Carers UK urges new Prime Minister Rishi Sunak to ensure unpaid carers get the financial support they desperately need
Rishi Sunak has today (25 October 2022) been declared leader of the Conservative Party and Prime Minister. Earlier in the year, as Chancellor, Rishi Sunak pledged to uprate benefits in line with inflation and Carers UK is urging him to keep to his pledge so that hard-pressed unpaid carers can better manage during the cost-of-living crisis.
Carers UK research released last week revealed that one in six (16%) carers are now in debt trying to make ends meet, rising to two in five (40%) of those receiving Carer’s Allowance – the main benefit for those caring 35 hours or more each week. A quarter of unpaid carers (25%) are having to cut back on food and heating to the detriment of their health.
Helen Walker, Chief Executive of Carers UK, said:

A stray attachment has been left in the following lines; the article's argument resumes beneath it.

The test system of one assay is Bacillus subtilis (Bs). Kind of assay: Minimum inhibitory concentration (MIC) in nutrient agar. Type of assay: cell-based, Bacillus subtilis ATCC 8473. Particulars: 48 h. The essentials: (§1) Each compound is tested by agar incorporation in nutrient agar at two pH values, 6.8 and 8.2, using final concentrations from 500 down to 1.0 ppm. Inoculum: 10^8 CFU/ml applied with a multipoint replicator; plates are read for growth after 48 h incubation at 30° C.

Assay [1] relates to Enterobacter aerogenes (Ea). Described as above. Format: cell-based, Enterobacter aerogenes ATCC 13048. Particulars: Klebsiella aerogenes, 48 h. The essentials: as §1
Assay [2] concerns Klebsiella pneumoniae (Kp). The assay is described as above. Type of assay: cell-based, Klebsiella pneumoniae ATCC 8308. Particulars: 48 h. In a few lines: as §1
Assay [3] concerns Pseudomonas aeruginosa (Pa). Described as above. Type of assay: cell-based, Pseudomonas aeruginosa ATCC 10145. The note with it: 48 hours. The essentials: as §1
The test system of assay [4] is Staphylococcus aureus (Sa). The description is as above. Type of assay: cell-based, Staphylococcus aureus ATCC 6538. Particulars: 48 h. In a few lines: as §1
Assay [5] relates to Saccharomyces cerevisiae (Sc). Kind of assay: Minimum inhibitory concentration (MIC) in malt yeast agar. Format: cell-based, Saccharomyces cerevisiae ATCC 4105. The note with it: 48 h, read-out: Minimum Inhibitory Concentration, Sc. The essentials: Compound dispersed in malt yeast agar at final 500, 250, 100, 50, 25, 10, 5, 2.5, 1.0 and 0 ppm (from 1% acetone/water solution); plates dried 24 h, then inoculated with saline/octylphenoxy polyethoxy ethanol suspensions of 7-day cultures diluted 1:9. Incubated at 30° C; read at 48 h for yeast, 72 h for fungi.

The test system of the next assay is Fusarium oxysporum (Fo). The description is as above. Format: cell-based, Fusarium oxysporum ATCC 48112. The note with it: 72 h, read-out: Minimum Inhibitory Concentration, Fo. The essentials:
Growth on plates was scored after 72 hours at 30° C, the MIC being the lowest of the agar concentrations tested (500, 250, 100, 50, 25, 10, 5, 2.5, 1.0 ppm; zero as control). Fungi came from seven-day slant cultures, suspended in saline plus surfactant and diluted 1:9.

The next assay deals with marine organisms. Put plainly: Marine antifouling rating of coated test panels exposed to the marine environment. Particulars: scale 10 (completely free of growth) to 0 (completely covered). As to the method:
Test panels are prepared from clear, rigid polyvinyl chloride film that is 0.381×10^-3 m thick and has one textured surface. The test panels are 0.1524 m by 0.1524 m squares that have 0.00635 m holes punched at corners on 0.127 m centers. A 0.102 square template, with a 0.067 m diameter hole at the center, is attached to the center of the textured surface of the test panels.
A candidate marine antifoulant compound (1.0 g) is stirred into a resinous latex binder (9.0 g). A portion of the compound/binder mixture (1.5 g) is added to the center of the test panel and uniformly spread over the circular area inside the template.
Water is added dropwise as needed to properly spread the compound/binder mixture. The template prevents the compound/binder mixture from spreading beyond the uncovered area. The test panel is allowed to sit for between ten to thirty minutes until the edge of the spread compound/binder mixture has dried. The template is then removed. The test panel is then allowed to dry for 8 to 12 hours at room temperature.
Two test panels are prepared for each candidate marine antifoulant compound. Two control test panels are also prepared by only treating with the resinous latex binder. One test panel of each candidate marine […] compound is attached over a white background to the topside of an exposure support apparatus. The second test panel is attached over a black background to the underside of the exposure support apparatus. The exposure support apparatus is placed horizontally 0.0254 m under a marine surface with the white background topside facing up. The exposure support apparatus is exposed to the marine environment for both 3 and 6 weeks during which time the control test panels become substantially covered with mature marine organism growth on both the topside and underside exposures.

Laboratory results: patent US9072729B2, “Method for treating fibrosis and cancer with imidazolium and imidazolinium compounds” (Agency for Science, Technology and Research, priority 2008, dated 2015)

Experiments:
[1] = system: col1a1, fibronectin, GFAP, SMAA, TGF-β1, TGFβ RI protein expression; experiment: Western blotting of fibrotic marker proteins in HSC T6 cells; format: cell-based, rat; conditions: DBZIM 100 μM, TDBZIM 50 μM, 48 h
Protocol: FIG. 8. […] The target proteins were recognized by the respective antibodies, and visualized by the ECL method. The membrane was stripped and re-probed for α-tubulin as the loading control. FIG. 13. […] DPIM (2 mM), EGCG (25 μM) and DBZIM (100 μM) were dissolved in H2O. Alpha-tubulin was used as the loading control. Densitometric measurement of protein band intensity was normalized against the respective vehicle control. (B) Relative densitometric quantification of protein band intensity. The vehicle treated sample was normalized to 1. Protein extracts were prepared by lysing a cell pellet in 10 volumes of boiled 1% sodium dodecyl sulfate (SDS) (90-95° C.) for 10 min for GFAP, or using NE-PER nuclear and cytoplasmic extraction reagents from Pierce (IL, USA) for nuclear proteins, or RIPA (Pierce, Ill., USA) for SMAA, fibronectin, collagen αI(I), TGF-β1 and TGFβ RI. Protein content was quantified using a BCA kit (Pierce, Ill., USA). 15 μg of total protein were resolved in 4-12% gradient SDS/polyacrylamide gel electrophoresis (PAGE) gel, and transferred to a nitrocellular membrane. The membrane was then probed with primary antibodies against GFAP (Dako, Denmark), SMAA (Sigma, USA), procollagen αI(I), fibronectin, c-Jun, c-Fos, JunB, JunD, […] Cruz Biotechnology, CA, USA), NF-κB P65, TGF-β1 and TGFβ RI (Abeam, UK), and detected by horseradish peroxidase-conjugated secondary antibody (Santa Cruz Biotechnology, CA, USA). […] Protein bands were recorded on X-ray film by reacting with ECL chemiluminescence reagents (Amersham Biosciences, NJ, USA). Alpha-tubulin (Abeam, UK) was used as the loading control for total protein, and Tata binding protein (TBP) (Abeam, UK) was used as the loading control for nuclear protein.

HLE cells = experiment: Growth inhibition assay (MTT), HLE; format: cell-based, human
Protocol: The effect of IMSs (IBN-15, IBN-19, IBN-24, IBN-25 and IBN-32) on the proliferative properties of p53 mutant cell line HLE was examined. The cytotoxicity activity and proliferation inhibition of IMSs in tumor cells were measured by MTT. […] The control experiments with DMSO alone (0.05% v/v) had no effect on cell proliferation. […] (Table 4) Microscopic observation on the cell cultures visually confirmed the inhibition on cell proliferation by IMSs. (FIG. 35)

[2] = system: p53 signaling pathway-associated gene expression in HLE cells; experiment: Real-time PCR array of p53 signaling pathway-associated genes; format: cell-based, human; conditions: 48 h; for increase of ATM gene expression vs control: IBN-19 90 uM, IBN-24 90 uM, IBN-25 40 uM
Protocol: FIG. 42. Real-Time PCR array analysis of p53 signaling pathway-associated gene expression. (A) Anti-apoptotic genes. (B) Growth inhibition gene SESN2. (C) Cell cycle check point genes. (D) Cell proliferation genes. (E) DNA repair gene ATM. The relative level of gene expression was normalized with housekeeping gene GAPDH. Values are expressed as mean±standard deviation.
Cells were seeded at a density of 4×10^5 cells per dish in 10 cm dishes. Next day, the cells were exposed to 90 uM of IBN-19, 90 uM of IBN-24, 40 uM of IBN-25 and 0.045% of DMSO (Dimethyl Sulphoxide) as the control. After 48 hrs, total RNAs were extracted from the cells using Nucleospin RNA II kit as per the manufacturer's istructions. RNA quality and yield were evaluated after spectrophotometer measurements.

“We know that many carers providing round the clock care are at crisis point - bearing the brunt of exceptionally high inflation, including a rapid rise in the cost of food and energy and having to turn to food banks. Reducing their electricity and food consumption is just not an option for some, without putting the older or disabled person they support at risk.
“Carers receiving Carer’s Allowance cannot easily work or increase their hours due to the demanding nature of their caring commitments. They have not received any targeted support, despite saving the Government £193 billion a year during the pandemic. Without unpaid carers, our health and social care systems would not have been able to manage.
“It is essential that the new Prime Minister sticks to his previous pledge and uprates all carer benefits in line with inflation at the earliest opportunity. Carers UK is also calling for carers to receive a winter top up payment of at least £500, so that they have a better chance of managing and keeping themselves and their loved ones well in the short term. From his time as Chancellor, Rishi Sunak knows the huge challenges our social care system faces – and so it is vital that long-term investment in social care is delivered, to enable carers to take breaks and get back into the labour market if they wish to.
“Having forgone any meaningful support for so long, carers are now burnt out, exhausted, and their health and livelihoods are in jeopardy.”